Clubs have gotten smarter, realize Spring Training doesn’t matter, and are coming into camp with a plan.
As baseball and its front offices have become increasingly data-driven, we’ve learned a lot. One of the first and most important lessons of this shift is how little Spring Training actually matters. Oh sure, it’s necessary to get players in shape for the six month grind of the regular season and it helps to identify those players who either are coming into the year injured or simply don’t have it anymore. But the results of March have, with good reason, come to matter less and less to front offices and to fans.
While this is all right and good, it has, unfortunately, cost Spring Training what little dramatic appeal it used to have. Back in the 1980s, Tigers manager Sparky Anderson would talk up the hot rookies he had on hand who could conceivably take over for his veteran-heavy squad. His idea, which he sold fairly effectively every spring, was that no job was safe. Everyone had to earn their spot. Alas, obviously poor Torey Lovullo never had any chance of unseating Alan Trammell, but the appearance of completion, presumably, kept everyone honest.
Today, we don’t have much of that at all. If Spring Training results don’t matter, then position battles have mostly been decided months in advance. And indeed, that’s what’s happened. Around the game, there are few lineup spots that are truly up for grabs. Oh, virtually every team has one or two bullpen spots they could play around with. And a lot of clubs came into camp at least a little unsure about what will happen with the fifth spot in the starting rotation.
But, by and large, teams that had holes filled them. There are few lineup spots that aren’t spoken for. And while a few spots aren’t filled by a single player, the rise of analytics has also reinvigorated the once-dead platooning strategy. So while the Angels signed lefty-hitting Luis Valbuena to compete with the righty C.J. Cron at first base, the likeliest outcome is some kind of job-sharing arrangement. Ditto for the Blue Jays, who have both Steve Pearce and Justin Smoak. Or the Twins with Eddie Rosario and Robbie Grossman.
While the scarcity of these battles does actually make Spring Training marginally less interesting, if we’re fans we shouldn’t want there to be any. We want the teams we root for to have a definitive plan and to not approach the start of the season figuring they’ll wing it like that one presentation in college we all figured we could handle off the top of our heads and then wound up embarrassing ourselves. (No? Just me? Huh.) Obviously, many plans don’t survive to the start of the season, as injuries and atrophy take their tolls on the players clubs were counting on. Still, it’s the sign of a healthy organization that a plan was in place in the first place.
So, anyway, the point is, when I decided to look for position battles to highlight this Spring, I didn’t find a lot of interesting options. Was the first part of this column just a way for me to complain about it? Maybe! You decide! Anyway, here are the most intriguing battles going on at the moment:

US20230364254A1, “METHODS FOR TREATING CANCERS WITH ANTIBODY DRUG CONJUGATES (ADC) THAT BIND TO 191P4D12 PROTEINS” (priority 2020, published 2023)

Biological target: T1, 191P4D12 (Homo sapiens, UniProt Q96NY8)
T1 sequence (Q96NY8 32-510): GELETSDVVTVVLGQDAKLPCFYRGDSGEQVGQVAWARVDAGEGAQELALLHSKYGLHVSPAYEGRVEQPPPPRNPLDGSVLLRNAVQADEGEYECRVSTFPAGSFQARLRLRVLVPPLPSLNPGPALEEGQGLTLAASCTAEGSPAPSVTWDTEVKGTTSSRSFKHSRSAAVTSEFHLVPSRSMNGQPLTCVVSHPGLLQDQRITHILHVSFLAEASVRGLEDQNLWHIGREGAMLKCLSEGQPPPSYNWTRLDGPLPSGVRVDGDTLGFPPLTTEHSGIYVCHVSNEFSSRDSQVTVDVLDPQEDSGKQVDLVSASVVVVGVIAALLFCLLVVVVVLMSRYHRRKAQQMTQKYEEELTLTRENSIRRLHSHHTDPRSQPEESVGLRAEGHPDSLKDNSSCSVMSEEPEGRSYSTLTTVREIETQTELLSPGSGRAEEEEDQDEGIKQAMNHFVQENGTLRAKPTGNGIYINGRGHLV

Red Sox – Catcher
Participants: Sandy Leon, Christian Vazquez, Blake Swihart
The Sox got an out of nowhere half-season from Leon last year, complicating their catcher position significantly. He had never hit that well before, and is unlikely to continue, but remains a strong candidate for Opening Day. Vazquez was awful at the plate in 2016, but was excellent behind it. Swihart struggled defensively and got into John Farrell’s dog house. He was sent down to Pawtucket, where he learned to play left field…which is weird. He is coming off of a broken ankle, and has the best offensive profile of the three.
Rangers – Left Field
Participants: Joey Gallo, Jurickson Profar
Now, see, this is what a position battle is supposed to be. Both Gallo and Profar were massive prospects in previous years, but have been frustrated by injuries and lack of opportunities. Texas simply doesn’t have room anywhere else in their lineup for these guys, now that Mike Napoli is playing first base and Shin-Soo Choo is going to DH. Gallo’s received a lot of time in left field as Adrian Beltre continues to play at a Hall of Fame level, and Profar is athletic enough to make the move permanently after limited exposure last year and shuffling all around the infield. Neither has done well at the Major League level, but that’s likely a function of sporadic play and/or injuries. It’d be great to see what these guys could do if they got 500 plate appearances. In theory, Ryan Rua and Delino DeShields are also in this competition, but come on.
Detroit Tigers – Center Field
Participants: Mikie Mahtook, Tyler Collins, Anthony Gose, JaCoby Jones, Alex Presley
When the Tigers traded Cameron Maybin early in the offseason, I expected it to be the precursor to a big selloff by the aging team. Instead, Detroit held onto its stars to make, presumably, one last run at the postseason for recently passed owner Mike Ilitch. But rather than filling in that gaping hole, the Tigers came into camp with a bunch of spaghetti, to see what stuck to the wall. Mahtook is a 27 year old fourth outfielder acquired from Tampa who struggles against lefties and had an out of character power spike in 2016. Collins is also 26 and was a fourth outfielder for Detroit last year. If you’ve never heard of him, that’s ok. He didn’t do anything that made him stand out. Anthony Gose is another fourth outfielder who failed out of the centerfield job last year and then was sent home after a fight with his Triple-A manager. Jones only counts as a prospect in the Tigers’ system. And Presley is a typical fifth outfielder.